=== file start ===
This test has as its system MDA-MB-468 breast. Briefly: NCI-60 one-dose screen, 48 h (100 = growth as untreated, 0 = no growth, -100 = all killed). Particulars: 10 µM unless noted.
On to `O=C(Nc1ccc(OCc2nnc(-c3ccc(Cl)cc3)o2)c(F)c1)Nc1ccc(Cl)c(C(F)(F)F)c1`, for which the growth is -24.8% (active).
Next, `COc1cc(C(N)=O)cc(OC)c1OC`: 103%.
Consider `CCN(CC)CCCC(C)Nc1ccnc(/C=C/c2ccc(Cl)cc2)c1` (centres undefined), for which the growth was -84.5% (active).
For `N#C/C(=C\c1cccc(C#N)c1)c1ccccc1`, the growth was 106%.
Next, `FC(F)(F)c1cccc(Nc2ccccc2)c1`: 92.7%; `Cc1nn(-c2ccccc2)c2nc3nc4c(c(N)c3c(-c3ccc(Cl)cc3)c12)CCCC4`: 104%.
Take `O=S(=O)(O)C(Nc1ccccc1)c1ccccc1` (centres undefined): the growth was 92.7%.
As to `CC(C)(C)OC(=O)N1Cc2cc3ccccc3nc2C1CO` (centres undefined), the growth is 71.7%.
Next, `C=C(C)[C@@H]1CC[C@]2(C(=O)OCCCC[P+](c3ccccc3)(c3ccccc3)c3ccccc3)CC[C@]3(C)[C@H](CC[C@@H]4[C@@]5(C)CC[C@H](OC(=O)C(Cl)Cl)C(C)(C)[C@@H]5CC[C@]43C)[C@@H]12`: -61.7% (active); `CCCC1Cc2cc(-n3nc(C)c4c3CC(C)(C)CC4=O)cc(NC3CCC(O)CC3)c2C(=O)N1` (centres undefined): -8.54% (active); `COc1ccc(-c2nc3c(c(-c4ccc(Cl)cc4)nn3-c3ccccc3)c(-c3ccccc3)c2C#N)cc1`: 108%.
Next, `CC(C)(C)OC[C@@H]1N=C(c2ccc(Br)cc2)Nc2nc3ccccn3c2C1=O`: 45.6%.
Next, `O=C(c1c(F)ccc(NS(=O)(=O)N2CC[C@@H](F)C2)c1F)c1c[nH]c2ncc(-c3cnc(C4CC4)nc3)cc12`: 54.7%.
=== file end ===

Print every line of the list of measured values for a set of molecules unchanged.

This test has as its system MDA-MB-468 breast. Briefly: NCI-60 one-dose screen, 48 h (100 = growth as untreated, 0 = no growth, -100 = all killed). Particulars: 10 µM unless noted.
On to `O=C(Nc1ccc(OCc2nnc(-c3ccc(Cl)cc3)o2)c(F)c1)Nc1ccc(Cl)c(C(F)(F)F)c1`, for which the growth is -24.8% (active).
Next, `COc1cc(C(N)=O)cc(OC)c1OC`: 103%.
Consider `CCN(CC)CCCC(C)Nc1ccnc(/C=C/c2ccc(Cl)cc2)c1` (centres undefined), for which the growth was -84.5% (active).
For `N#C/C(=C\c1cccc(C#N)c1)c1ccccc1`, the growth was 106%.
Next, `FC(F)(F)c1cccc(Nc2ccccc2)c1`: 92.7%; `Cc1nn(-c2ccccc2)c2nc3nc4c(c(N)c3c(-c3ccc(Cl)cc3)c12)CCCC4`: 104%.
Take `O=S(=O)(O)C(Nc1ccccc1)c1ccccc1` (centres undefined): the growth was 92.7%.
As to `CC(C)(C)OC(=O)N1Cc2cc3ccccc3nc2C1CO` (centres undefined), the growth is 71.7%.
Next, `C=C(C)[C@@H]1CC[C@]2(C(=O)OCCCC[P+](c3ccccc3)(c3ccccc3)c3ccccc3)CC[C@]3(C)[C@H](CC[C@@H]4[C@@]5(C)CC[C@H](OC(=O)C(Cl)Cl)C(C)(C)[C@@H]5CC[C@]43C)[C@@H]12`: -61.7% (active); `CCCC1Cc2cc(-n3nc(C)c4c3CC(C)(C)CC4=O)cc(NC3CCC(O)CC3)c2C(=O)N1` (centres undefined): -8.54% (active); `COc1ccc(-c2nc3c(c(-c4ccc(Cl)cc4)nn3-c3ccccc3)c(-c3ccccc3)c2C#N)cc1`: 108%.
Next, `CC(C)(C)OC[C@@H]1N=C(c2ccc(Br)cc2)Nc2nc3ccccn3c2C1=O`: 45.6%.
Next, `O=C(c1c(F)ccc(NS(=O)(=O)N2CC[C@@H](F)C2)c1F)c1c[nH]c2ncc(-c3cnc(C4CC4)nc3)cc12`: 54.7%.